Connection Through Color: Black and White Photographs Take on New Life

Connection Through Color: Black and White Photographs Take on New Life

One could easily say that nothing is what it seems because our minds create a subjective representation of the world around us. With memories, this representation may be even more complex. As scientists explain, encoding a memory in the brain is a biological event that begins with a sensory experience. Every memory we have captures emotions, and colors are one of those aspects that evoke and illustrate what we feel.

But to remember means more than just going back to the past. Memories play an essential role in forming our self-identity. We can revisit the things we have experienced and observe how we have changed, giving us a new perspective of what we have learned and who we are becoming. And in a very particular way, humans keep history and memories alive through heirlooms, writings, and photos. 

We capture moments and cherish memories through photographs. As Eudora Welty said: “A good snapshot keeps a moment from running away.” We can simply go back to a photo whenever we want. But with old, black and white photographs, the emotion or memory we can recall is not in its entirety, ours. There is an innate distance between the person in real-time viewing the monochromatic image and the actual moment captured.

Adding color to a black and white photograph gives it a whole new life, more in tune with the way we see in our mind’s eye. In relatively recent years, the mere thought of photo colorization was expensive and time-consuming. The work had to be done manually on the original. But now, there are digital tools available to improve and re-envision light, color, and the overall authenticity of the photograph.

The colorization process involves many layers, literally and figuratively. Before working on the photo file, the artist must first evaluate the history behind it. The specific time period informs color palettes and materiality. Knowing the location then directs elements of style or landscape. Sometimes, this information is gained through conversations with the photo owner; sometimes, it is achieved through estimation or historical records. Either way, this background is key to an accurate colorization process.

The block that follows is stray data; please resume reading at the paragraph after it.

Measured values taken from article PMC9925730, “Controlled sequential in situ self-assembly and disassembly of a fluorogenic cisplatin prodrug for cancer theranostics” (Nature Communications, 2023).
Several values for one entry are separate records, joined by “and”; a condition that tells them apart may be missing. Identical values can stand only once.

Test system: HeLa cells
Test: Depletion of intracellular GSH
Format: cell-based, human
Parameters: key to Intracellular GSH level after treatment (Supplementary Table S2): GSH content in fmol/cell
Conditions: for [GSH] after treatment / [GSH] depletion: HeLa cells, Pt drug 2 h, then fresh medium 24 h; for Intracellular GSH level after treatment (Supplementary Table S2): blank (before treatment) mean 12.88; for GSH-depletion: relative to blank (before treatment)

In adding color to black and white photos, focusing on the smallest of details is vital. Creating multiple layers and varying the opacity of each layer mimics the oil painting technique known as “glazing,” which is essentially building transparent layers upon an opaque foundation. Multiple layers upon one another give a greater depth and tonality to the photograph. Characteristics such as hair, eyes, skin, and clothing have to feel natural and real. 

It’s like a visual riddle to solve and an intricate coloring book at the same time. The entire process combines patience, intuition, understanding grayscale for color matching, and skillful blending techniques. 

Our memories exist because of our experiences. And our experiences take place in color. To colorize a black and white photo humanizes whatever the subject matter. Color takes people, places, and events that feel so far in the past and brings them to new light. Seeing color yields sensation and provokes emotion. 

Viewing a color photograph of the demonstrators at Selma to Montgomery Civil Rights Marches in 1965, or one of aviation heroine Amelia Earhart, amongst countless black and white photos evokes relatability,  honoring life, new connection, and nostalgia. Colorization allows our descendants and history to be viewed from a new perspective.

By Jenn Cohen, the founder of Facsimile.

Jenn Cohen's picture

Jenn Cohen is the founder of Facsimile.

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1 Comment

Memory is mutable, and influenced by context.
There's been a fair bit of work done by Elizabeth Loftus, around interviewing within an investigative context. Further, memories of events that never happened may be induced.

To your thesis, the process of colouration will alter memory.

It's fascinating and complex subject matter.